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Home / Resources / Clinical Gems / International Textbook of Diabetes Mellitus, 4th Ed., Excerpt #99: Pathogenesis of nonalcoholic fatty liver disease (NAFLD) Part 1

International Textbook of Diabetes Mellitus, 4th Ed., Excerpt #99: Pathogenesis of nonalcoholic fatty liver disease (NAFLD) Part 1


NAFLD is defined as steatosis (>5–10% of hepatocytes are fatty), which is not due to excess use of alcohol (defined in European and American guidelines as >20 g of alcohol daily for women and >30 g for men), or other conditions as determined by careful family and medical history, and laboratory tests to exclude at least steatosis due to viral and autoimmune causes and iron overload [1].

NAFLD is usually asymptomatic and most patients have normal transaminases (ALT <30–40UL−1 for men and <20–30UL−1 for women) [2,3], although NAFLD is the commonest cause of incidentally discovered elevated liver function tests [4] and the most common cause of chronic liver disease [5] (Figure 19.1). The prevalence of NAFLD depends on the method of diagnosis but is as common as the MetS (metabolic syndrome). The estimated worldwide prevalence is in the range from 15% (China) to 30% (Dallas Heart Study) [6].

ITDMChapt19-Fig19.1Some patients with NAFLD have NASH, which is characterized in addition to steatosis by ballooning necrosis in the vicinity of steatotic hepatocytes, mild inflammation, and possibly fibrosis [7]. NASH can only be diagnosed by a liver biopsy. Recent reviews have estimated the worldwide prevalence of NASH to be 3–6% [6,8]. Although the main cause of excess mortality in NASH is CVD [8], NASH may progress to cirrhosis and end-stage liver disease. Cirrhosis may occur in ∼5% of patients with NASH (see [8] for review) (Figure 19.2). NASH is perhaps the most common cause of cryptogenic cirrhosis [9]. It is currently the third most important indication for liver transplantation in the US and the only cause with an increasing incidence [10]. Recent data have shown that NAFLD is the most prevalent cause of HCC [11] (Figure 19.1), which may occur even without cirrhosis in patients with NAFLD [12,13]. The risk of HCC is increased at least twofold in obesity and type 2 diabetes [13] and may be especially high in patients with NAFLD, who are carriers of the common variant in PNPLA3 (see later) [14]. Identification of patients at risk for NASH and HCC is a major challenge.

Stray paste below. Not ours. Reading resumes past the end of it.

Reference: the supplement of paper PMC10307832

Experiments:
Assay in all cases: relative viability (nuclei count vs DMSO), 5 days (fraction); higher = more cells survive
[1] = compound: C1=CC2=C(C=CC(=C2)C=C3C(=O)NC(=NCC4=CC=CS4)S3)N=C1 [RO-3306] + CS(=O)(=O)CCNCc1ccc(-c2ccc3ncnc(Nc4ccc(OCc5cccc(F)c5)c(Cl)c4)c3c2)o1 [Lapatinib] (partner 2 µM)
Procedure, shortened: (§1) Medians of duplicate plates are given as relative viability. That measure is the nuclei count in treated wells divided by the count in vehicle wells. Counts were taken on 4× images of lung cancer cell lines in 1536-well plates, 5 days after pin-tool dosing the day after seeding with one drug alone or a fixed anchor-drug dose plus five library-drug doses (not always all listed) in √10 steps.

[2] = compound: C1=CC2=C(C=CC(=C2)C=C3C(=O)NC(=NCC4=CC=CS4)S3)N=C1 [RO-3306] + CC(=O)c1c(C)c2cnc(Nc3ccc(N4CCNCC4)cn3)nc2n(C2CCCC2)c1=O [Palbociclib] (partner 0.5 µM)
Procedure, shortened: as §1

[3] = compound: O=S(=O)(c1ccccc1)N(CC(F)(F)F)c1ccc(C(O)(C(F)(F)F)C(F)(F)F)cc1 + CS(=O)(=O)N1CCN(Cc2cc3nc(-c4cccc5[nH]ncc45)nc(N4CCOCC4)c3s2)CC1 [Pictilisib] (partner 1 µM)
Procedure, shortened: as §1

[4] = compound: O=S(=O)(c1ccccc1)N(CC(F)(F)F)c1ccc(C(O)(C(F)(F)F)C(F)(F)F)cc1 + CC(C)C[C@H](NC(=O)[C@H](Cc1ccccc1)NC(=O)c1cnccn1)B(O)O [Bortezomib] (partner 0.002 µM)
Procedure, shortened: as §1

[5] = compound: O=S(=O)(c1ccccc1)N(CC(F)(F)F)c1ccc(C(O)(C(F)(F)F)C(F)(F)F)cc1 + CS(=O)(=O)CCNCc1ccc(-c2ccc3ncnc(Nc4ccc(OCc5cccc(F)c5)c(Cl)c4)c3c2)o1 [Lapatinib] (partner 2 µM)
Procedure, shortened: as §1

ITDMChapt19-Fig19.2The liver is the site of production of two of the key components of the MetS, fasting serum glucose and very-low density lipoprotein (VLDL), which contains most of the triglycerides present in serum. In subjects with NAFLD, the ability of insulin to normally suppress production of glucose and VLDL is impaired resulting in mild hyperglycemia and hypertriglyceridemia, two key features of the MetS [15,16]. The liver, once fatty, also overproduces other markers of  cardiovascular risk such as C-reactive protein (CRP), fibrinogen, and coagulation factors [8,17]. The ensuing chapter is focused on reviewing the pathogenesis of NAFLD mostly based on human studies.

Pathogenesis of NAFLD
Sources of intrahepatocellular triglycerides

The hallmark of NAFLD is steatosis, that is, accumulation of triglycerides within hepatocytes. The fatty acids in these triglycerides can be derived from peripheral lipolysis, that is, fatty acids released from adipose tissue, de novo synthesis of fatty acids from simple sugars such as glucose and fructose as well as from amino acids via the pathway of de novo lipogenesis (DNL), or from dietary fatty acids, which can reach the liver via the spillover pathway and through uptake of intestinally derived chylomicron remnants [18] (Figure 19.3). Spillover is defined as the amount of free fatty acids (FFA) that are released from triglycerides during intravascular lipolysis but not taken up by adipose or muscle tissues. Studies using stable isotopes in humans have suggested that after an overnight fast and during the night, lipolysis provides approximately half of the fatty acids stored in intrahepatocellular triglycerides [19].The contribution of lipoplysis to intrahepatocellular triglycerides does not appear to be increased if weight-matched subjects with and without increased liver fat content due to NAFLD are compared [19]. Despite this, multiple studies have shown adipose tissue lipolysis to be increased in subjects with NAFLD [20,21]. The pathway, which seems most abnormal in NAFLD is DNL [19]. During a meal, the contribution of lipolysis decreases while that of dietary fatty acids increases [18]. Another mechanism by which triglycerides can accumulate is defective lipolysis within hepatocytes. A major form of NAFLD due to genetic variation in PNPLA3 has recently been identified. The I148M variant in PNPLA3 may impede breakdown of intrahepatocellular triglycerides. This cause of NAFLD as well as others and the mechanisms by which they contribute to NAFLD are discussed later.



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